Michael Sattler was an early Anabaptist martyr. He was born in Stauffen, Germany about 1490. Michael entered the Benedictine monastery of St. Peter’s near Freiberg, Germany where he probably became its prior. During the 1520’s, Michael left the monastery. This was probably due to theological differences and disgust over the depraved lives of the monks and priests.
Thanksgiving Day as known to North America is a harvest festival. As celebrated in the United States and Canada, it is traditionally a time to give thanks for the harvest and express gratitude.
Truth is urgent. Urgency in passionately preaching the truth is urgent. Jesus urgently and passionately taught the will of His Father in Heaven though it cost His life. Paul urgently and passionately declared the whole counsel of God until he was pure from the blood of all men.
The apostle Paul recognized that he would soon leave this earthly life when he wrote to Timothy, “The cloke that I left at Troas with Carpus, when thou comest, bring with thee, and the books, but especially the parchments.” He clearly understood the importance of the printed word in providing for the needs of the church both present and future. The parchments would continue to speak to church generations long after the hand that scribed them had been stilled in death.
In the above verse that serves as the title, God is addressing Job. His question, along with more than three score like it, includes speaking of the Behemoth, a herbivore with a tail like a cedar. He also mentions a sea creature, the great Leviathan. These all reveal with crystal clarity how little Job understood after all. Job wisely responded, “Behold, I am vile; what shall I answer thee? I will lay mine hand upon my mouth” (Job 40:4). With Job, we recognize that it is impossible from our vantage point to understand the omniscience of God.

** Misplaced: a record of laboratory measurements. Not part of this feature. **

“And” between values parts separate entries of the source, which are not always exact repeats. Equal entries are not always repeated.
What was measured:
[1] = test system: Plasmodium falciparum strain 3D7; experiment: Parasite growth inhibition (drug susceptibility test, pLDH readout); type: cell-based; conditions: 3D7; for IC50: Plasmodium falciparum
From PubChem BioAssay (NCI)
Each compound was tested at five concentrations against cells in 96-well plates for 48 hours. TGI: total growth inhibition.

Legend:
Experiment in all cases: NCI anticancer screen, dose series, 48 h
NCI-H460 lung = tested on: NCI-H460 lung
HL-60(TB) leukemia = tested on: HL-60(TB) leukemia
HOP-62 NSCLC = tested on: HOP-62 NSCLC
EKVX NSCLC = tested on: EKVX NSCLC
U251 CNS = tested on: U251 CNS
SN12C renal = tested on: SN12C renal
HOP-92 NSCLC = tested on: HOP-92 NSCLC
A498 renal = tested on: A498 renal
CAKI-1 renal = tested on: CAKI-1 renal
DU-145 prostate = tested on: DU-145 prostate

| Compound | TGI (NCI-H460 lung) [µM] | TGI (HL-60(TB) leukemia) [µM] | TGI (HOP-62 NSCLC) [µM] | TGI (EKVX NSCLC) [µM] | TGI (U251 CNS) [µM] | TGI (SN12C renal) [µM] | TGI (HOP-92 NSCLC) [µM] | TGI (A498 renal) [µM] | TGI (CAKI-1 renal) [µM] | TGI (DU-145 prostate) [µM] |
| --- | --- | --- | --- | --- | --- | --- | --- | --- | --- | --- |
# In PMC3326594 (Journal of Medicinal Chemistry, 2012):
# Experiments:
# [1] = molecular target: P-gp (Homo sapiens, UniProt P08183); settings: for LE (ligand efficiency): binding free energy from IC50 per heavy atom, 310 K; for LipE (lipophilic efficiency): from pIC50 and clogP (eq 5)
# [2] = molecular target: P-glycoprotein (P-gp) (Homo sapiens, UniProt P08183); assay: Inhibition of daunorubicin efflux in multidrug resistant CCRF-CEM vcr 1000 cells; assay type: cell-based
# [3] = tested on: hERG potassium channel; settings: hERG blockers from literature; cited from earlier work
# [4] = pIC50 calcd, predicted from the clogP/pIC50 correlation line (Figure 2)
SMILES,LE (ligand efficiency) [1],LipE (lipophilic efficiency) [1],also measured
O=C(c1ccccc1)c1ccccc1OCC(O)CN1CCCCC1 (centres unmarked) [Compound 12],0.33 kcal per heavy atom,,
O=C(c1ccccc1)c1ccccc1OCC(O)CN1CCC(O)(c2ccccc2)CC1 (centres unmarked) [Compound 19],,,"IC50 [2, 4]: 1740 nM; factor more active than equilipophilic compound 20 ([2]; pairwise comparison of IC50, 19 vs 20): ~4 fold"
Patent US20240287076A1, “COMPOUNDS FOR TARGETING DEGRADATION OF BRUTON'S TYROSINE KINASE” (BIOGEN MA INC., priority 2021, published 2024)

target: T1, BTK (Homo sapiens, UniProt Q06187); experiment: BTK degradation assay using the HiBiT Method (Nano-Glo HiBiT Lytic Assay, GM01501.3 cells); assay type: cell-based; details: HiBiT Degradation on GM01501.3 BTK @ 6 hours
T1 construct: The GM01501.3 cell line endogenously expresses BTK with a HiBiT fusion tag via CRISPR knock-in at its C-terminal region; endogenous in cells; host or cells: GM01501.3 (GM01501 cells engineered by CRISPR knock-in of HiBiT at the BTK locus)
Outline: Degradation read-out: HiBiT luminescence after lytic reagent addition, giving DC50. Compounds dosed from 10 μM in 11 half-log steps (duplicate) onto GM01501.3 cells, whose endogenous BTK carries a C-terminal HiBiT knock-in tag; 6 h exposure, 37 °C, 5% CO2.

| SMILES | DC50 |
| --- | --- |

Romans 12 is one of the many rich passages of Scripture recorded in God’s Word. This chapter begins with the practical outworking of the great plan of salvation and ends with chapter 16. This chapter presents one of the finest summaries of Christian duties found in the Scriptures. In this chapter we want to notice the expressions of love that are listed there and allow our lives to be challenged in our everyday life.
“In the beginning, God created”— these five words form the premise of the entire scriptural narrative. They explain foundational truths that we hold as self-evident and infallible.
Because gas is cheap and we are rich, we are able to pursue many possibilities in life. These possibilities open the gates for hobbies, special interests or just plain indulgence of legitimate functions such as work.
But not all of us are content to only pursue a closed-in world of a hobby like model shipbuilding or reading poetry. We look for something that is broader; something that involves other people. We want to socialize with our spare time.
All of us are faced with the challenge of living out the Christian life. Probably all of us have seen at some point people whose lives did not match up with how they talked. And likely all of us have come to a realization that in our own lives, we have not always been consistent in how our lives match our talk. The Bible has much to say about how we should walk. For an interesting study, look up the word walk and notice what God has to say about how we should live our lives.
Another school year is upon us. Teachers have made preparations. parents have completed back-to school shopping. The school board can relax because teacher needs have been filled. But is this what makes a good school year?
School and its success depend on many persons. If anyone is deficient in their roles of responsibility, it complicates and frustrates others who could feel they need to do more than their duty. The following is a reminder for each of us to do what is expected so this school year is a good one.